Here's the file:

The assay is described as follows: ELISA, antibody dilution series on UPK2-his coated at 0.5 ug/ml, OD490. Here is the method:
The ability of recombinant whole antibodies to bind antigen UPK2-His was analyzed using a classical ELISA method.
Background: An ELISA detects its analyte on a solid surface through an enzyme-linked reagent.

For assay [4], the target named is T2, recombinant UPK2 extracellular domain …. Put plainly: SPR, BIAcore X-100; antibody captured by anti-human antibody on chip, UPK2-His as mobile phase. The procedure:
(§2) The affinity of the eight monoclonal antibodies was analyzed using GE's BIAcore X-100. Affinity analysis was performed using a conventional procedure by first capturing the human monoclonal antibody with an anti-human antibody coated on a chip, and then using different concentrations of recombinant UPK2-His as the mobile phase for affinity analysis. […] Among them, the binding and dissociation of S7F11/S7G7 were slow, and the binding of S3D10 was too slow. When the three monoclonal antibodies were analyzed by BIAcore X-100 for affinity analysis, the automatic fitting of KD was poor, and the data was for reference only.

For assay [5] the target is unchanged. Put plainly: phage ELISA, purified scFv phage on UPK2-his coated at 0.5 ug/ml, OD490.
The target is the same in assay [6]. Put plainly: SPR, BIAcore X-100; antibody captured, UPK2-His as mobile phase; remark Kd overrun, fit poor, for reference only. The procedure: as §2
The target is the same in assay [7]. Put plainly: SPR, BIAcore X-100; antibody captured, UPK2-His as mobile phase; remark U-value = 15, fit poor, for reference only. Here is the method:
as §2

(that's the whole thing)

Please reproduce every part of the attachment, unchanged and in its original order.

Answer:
The assay is described as follows: ELISA, antibody dilution series on UPK2-his coated at 0.5 ug/ml, OD490. Here is the method:
The ability of recombinant whole antibodies to bind antigen UPK2-His was analyzed using a classical ELISA method.
Background: An ELISA detects its analyte on a solid surface through an enzyme-linked reagent.

For assay [4], the target named is T2, recombinant UPK2 extracellular domain …. Put plainly: SPR, BIAcore X-100; antibody captured by anti-human antibody on chip, UPK2-His as mobile phase. The procedure:
(§2) The affinity of the eight monoclonal antibodies was analyzed using GE's BIAcore X-100. Affinity analysis was performed using a conventional procedure by first capturing the human monoclonal antibody with an anti-human antibody coated on a chip, and then using different concentrations of recombinant UPK2-His as the mobile phase for affinity analysis. […] Among them, the binding and dissociation of S7F11/S7G7 were slow, and the binding of S3D10 was too slow. When the three monoclonal antibodies were analyzed by BIAcore X-100 for affinity analysis, the automatic fitting of KD was poor, and the data was for reference only.

For assay [5] the target is unchanged. Put plainly: phage ELISA, purified scFv phage on UPK2-his coated at 0.5 ug/ml, OD490.
The target is the same in assay [6]. Put plainly: SPR, BIAcore X-100; antibody captured, UPK2-His as mobile phase; remark Kd overrun, fit poor, for reference only. The procedure: as §2
The target is the same in assay [7]. Put plainly: SPR, BIAcore X-100; antibody captured, UPK2-His as mobile phase; remark U-value = 15, fit poor, for reference only. Here is the method:
as §2